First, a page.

Customer Reviews for

Men and Cartoons

Average Rating 4.5
( 7 )
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  • Anonymous

    Posted February 12, 2007

    Very good!

    I am not a big fan of the short story genre, but I enjoyed every story in the collection. I liked that a couple of them were bizarre, but all in all, great stories, great believable characters.

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  • Anonymous

    Posted November 3, 2004

    STORIES - FROM SOPHISTICATED TO FANTASTIC

    Few who have read works by Jonathan Lethem forget him. His stories and essays, always imaginative, often disturbing, have appeared in The New Yorker, Rolling Stone, Esquire, and the New York Times. 'The Fortress of Solitude' was a New York Times Book Review Editor's Choice for one of last year's best books, and Motherless Brooklyn snagged the National Book Critics Circle Award. Quite a list of credits. Now, here's 'Men and Cartoons,' a collection of 9 short stories, which will surely add to Lethem's already sterling reputation. Each story is sophisticated, sometimes fantastical, all explorations of the human condition. The initial story is 'The Vision,' an account of a neighborhood parlor game called 'mafia.' Fueled by alcohol the players are divided into two teams, 'mafia' and 'village,' including 'false villagers working to bring the village down.' In the end it's a tale of loneliness, of solitary lives in a big city. 'Access Fantasy' reveals a world in which some people live in their cars trapped in a never ending traffic jam, and others dwell in apartments. How does the past affect us? That question is answered for some in 'The Spray,' which finds an apartment burgled and the investigators equipped with a magic spray can allowing people to see the items that have been stolen. Mr. Lethem rounds out his collection with 'The National Anthem,' a correspondence in which broken relations are described. The author has said that he grew up in a rather borderline Brooklyn neighborhood. 'My parents were part of the first wave: bohemians, radicals, and artists,' he continued. 'So I definitely grew up in a world where my parents and their friends were living in the counterculture in the `70s. That very much shaped my perception, and I think it is detectable in my work in a lot of different ways.' How true. And, his memory is infallible as he limns scenes from those years to perfection. Lethem fans will relish his first story collection in 8 years. Each tale is amusing, touching, and, most of all, original. - Gail Cooke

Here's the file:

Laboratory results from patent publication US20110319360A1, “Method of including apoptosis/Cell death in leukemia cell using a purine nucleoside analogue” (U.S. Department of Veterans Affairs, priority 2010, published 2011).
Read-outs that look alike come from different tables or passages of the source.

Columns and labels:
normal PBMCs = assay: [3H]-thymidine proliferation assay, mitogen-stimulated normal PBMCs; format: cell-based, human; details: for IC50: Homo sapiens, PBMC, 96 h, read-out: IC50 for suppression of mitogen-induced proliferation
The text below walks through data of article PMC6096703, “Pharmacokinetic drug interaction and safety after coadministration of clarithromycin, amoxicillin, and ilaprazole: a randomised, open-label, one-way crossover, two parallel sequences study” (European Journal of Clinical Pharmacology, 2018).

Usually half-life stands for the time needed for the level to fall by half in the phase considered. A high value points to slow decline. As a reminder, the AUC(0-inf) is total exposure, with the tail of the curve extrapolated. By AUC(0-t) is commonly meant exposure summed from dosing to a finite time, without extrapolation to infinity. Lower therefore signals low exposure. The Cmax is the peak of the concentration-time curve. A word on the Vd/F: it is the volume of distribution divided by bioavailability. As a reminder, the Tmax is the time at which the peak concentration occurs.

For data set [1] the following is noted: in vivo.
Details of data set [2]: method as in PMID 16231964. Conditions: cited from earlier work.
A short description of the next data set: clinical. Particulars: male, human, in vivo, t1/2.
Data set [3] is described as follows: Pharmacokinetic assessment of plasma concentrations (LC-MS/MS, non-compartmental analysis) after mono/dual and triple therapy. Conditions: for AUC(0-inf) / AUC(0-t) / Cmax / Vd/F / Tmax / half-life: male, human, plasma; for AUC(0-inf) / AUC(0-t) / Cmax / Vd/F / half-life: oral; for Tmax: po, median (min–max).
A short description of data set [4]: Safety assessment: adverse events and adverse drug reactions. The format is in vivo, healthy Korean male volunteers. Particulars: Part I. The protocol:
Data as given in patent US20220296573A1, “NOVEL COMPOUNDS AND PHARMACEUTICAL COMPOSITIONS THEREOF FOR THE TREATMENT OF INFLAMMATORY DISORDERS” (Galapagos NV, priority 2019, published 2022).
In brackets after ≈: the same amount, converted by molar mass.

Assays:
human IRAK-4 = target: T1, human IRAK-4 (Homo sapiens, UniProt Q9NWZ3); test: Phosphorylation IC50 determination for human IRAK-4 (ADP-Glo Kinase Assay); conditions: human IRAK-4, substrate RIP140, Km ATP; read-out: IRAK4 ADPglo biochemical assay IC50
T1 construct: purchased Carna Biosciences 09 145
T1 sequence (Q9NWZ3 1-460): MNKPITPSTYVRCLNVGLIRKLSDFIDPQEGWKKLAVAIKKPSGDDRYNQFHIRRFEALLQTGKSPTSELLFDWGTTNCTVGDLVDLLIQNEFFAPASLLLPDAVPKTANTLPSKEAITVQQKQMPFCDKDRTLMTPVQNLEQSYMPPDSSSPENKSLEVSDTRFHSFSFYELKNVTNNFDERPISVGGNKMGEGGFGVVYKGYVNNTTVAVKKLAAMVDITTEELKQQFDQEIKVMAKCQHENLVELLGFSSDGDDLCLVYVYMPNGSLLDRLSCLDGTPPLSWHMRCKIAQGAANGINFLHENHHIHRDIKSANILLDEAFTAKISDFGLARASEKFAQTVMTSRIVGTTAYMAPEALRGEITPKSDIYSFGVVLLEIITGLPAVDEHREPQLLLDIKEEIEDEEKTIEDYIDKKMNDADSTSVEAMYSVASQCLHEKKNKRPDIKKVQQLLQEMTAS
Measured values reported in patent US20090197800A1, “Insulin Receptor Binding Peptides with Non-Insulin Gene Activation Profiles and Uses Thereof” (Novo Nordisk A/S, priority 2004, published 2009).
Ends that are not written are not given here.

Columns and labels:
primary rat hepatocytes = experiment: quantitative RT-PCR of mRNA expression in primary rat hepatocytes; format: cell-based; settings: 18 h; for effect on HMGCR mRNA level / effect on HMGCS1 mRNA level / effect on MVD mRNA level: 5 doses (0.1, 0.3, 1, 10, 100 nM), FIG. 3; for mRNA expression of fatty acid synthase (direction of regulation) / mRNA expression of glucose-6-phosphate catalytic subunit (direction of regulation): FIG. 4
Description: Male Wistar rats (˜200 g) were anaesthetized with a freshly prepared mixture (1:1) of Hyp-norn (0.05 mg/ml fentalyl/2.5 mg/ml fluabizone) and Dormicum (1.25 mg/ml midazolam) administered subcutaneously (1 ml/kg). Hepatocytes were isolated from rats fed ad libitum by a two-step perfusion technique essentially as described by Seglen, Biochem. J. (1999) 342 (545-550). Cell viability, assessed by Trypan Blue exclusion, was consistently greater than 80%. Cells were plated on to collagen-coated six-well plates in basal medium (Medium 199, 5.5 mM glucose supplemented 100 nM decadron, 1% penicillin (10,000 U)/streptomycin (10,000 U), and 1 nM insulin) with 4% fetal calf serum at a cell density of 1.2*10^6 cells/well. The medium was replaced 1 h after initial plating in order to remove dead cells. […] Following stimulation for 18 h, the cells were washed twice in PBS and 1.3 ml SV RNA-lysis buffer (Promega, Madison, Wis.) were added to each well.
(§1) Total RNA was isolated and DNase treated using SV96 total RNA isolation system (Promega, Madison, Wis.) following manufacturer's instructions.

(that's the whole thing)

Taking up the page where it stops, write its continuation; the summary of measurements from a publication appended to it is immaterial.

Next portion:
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    Posted June 8, 2010

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    Posted January 12, 2009

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    Posted January 18, 2009

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